Dr. Tara Harris, Vice President for Conservation at the Minnesota Zoo, and Coordinator of the Association of Zoos & Aquariums’ Tiger Species Survival Plan and Tiger Conservation Campaign, is visiting tiger conservation projects in Malaysia and Indonesia.  Conducted by WCS-Malaysia and WCS-Indonesia, these projects are supported by numerous zoos, individuals, and others through the Tiger Conservation Campaign.  Special thanks to the Wildlife Conservation Society for hosting Dr. Harris, and to Delta Air Lines and the Minnesota Zoo Foundation for supporting this trip.

Peninsular Malaysia tiger map with arrow_credit WCSLocation: Southern Peninsular Malaysia (states of Johor and Pahang)

Size of park: 870 km2

Size of larger ecosystem: ~3,600 km2

Examples of endangered species: Malayan tiger, Malayan tapir, Asian elephant, Asian golden cat, white-handed gibbon

Main threats to tigers and other wildlife: poaching; legal land conversion, especially in wildlife corridor areas

“We will see tapir along the road to Endau-Rompin this evening”, said Francis Cheong, Assistant Director for the WCS-Malaysia Program.  He seemed so certain of it.  And I would be SO excited to see one of these bizarre creatures in the wild.

“Really?  That would be amazing!” I replied, naively.  Giggles came from the back of the truck.  We certainly did see a tapir along the side of the road, but it was in the form of a street sign that warned drivers of a wildlife crossing area.

I may not have seen a live tapir or elusive wild tigers on my visit to tiger conservation projects in Malaysia, but I saw and learned about many other wildlife species that share habitat with tigers and benefit from efforts to protect them.  I also met many people who are dedicated to conserving the biodiversity-rich Endau-Rompin landscape of southern Peninsular Malaysia.

Endau-Rompin is one of four forest complexes that form the Central Spine Forest of Peninsular Malaysia.  This large forested area (see orange area in map) spans much of the peninsula and is home to incredible biodiversity.  During just a few days there I managed to see endangered Asian elephants, two tiger prey species (wild boar and bearded pigs), three primates (pig-tailed macaque, long-tailed macaque, and dusky leaf monkey), short-tailed mongoose, monitor lizards, crested serpent eagles, orange-backed woodpeckers, white-throated kingfishers, and giant termite mounds.  On multiple occasions, I also heard white-handed gibbons singing in the distance.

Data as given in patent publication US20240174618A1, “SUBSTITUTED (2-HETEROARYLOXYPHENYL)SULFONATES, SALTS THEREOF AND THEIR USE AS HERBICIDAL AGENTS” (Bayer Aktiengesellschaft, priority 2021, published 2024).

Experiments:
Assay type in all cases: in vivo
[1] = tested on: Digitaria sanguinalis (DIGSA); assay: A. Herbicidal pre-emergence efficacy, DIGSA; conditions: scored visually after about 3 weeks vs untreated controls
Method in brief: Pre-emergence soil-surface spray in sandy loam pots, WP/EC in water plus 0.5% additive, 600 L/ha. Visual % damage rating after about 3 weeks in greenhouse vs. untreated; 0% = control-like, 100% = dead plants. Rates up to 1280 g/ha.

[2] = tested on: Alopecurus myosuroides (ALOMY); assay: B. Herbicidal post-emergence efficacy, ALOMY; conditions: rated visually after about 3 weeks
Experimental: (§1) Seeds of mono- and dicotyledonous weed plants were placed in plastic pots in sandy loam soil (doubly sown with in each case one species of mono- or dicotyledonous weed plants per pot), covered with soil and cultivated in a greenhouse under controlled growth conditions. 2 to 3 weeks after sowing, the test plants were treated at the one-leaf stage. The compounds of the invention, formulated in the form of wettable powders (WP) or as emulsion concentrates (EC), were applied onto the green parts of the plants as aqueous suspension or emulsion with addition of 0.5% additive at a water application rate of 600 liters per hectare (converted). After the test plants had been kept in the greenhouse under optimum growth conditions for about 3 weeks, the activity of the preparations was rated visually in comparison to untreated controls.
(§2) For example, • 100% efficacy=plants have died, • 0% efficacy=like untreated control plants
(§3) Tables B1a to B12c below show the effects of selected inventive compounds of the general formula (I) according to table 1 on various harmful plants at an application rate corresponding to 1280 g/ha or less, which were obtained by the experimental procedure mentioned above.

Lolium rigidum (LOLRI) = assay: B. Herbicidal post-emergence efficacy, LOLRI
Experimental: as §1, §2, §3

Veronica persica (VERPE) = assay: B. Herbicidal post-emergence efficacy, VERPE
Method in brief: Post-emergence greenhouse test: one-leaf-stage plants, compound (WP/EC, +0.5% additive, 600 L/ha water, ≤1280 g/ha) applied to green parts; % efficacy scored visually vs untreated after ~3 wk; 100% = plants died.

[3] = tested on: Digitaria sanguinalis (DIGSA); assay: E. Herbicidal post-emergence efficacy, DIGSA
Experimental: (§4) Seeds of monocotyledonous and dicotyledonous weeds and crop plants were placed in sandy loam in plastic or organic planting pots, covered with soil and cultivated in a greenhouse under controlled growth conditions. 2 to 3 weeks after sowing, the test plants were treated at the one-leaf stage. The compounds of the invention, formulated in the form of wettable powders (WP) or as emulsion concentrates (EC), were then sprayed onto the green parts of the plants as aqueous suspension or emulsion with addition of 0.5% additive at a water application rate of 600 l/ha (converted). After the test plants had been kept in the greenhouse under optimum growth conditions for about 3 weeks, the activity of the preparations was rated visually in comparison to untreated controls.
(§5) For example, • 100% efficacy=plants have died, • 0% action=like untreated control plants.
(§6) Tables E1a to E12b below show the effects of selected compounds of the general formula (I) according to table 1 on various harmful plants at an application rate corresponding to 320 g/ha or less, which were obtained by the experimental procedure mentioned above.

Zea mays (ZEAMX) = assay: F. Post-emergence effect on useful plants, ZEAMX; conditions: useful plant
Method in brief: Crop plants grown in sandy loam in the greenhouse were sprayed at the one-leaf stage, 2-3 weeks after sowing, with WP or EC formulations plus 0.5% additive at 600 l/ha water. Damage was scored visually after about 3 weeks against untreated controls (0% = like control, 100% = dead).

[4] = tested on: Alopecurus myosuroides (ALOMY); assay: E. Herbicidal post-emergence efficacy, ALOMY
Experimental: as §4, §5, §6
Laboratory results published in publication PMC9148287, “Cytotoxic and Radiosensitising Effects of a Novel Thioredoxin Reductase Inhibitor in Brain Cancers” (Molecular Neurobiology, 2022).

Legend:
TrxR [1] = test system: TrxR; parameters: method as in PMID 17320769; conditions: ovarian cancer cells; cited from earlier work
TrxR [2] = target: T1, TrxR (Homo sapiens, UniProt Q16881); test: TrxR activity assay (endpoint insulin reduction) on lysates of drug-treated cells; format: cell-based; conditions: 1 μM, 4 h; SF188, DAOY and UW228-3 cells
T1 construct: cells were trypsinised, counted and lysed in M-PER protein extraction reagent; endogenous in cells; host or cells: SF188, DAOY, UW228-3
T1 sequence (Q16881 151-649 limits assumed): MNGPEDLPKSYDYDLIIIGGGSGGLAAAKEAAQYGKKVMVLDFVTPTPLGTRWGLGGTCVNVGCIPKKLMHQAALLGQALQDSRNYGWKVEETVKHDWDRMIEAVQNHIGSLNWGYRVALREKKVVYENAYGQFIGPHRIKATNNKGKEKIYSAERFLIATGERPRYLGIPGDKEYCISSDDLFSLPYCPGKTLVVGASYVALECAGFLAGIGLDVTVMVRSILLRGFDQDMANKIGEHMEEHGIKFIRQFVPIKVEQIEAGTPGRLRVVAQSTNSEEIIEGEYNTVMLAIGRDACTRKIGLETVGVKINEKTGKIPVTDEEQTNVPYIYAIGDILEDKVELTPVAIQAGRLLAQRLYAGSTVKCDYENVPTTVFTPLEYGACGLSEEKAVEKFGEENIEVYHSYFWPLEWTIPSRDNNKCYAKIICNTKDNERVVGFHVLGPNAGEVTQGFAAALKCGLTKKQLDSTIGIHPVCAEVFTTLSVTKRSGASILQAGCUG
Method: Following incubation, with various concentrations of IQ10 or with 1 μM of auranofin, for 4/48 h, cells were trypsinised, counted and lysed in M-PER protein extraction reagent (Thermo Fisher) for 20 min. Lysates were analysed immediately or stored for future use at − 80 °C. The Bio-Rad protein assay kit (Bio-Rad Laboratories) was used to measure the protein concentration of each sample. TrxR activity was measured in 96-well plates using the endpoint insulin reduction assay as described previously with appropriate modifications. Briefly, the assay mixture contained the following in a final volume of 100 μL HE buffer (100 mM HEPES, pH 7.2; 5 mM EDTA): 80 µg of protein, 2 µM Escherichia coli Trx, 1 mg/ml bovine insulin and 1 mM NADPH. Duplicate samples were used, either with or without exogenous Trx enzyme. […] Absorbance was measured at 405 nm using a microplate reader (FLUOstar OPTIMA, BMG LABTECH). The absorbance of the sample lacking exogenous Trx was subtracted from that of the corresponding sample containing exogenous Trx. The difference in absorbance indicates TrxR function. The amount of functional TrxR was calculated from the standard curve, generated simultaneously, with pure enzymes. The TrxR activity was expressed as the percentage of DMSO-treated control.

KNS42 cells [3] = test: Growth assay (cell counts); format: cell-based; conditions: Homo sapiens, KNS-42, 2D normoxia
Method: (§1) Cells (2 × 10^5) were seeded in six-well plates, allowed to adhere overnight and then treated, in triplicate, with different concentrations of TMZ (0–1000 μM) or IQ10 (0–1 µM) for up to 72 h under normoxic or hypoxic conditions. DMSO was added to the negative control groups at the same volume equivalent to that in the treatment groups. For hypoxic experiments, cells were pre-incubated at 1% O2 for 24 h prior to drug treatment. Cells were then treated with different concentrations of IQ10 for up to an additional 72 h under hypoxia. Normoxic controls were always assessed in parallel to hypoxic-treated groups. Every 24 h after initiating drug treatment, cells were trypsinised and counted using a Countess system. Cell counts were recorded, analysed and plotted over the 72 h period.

I’m here in Endau-Rompin because it’s a very important site for highly endangered Malayan tigers, and the Tiger Conservation Campaign I coordinate is supporting WCS-Malaysia’s tiger conservation projects in this landscape.  But it’s easy to see how the camera trapping efforts to monitor Malayan tigers and the anti-poaching efforts to protect these big cats extend benefits to numerous other species. Like tigers, many of these species are rare and face threats from poaching and/or legal forest conversion to oil palm and rubber plantations.  Learn more about the projects we support and what you can do to help at www.tigercampaign.org.

A Malayan tapir-themed road sign warns drivers of a wildlife crossing area.      A view into the forest canopy in Endau-Rompin.A pair of orange-backed woodpeckers.Tara (TCC Coordinator) behind a large termite mound in the native palm forests of Endau-Rompin.

      Dusky leaf monkeys were hanging out along the side of the road.A pair of long-tailed macaques grooming high in the trees.A white-throated kingfisher in a nearby oil palm plantation.A crested serpent eagle in flight, near an area of forest conversion.

Fresh signs of Asian elephants dot the road.  Hiking in the forest of Endau-Rompin with WCS-Malaysia staff, wearing leech-proof socks.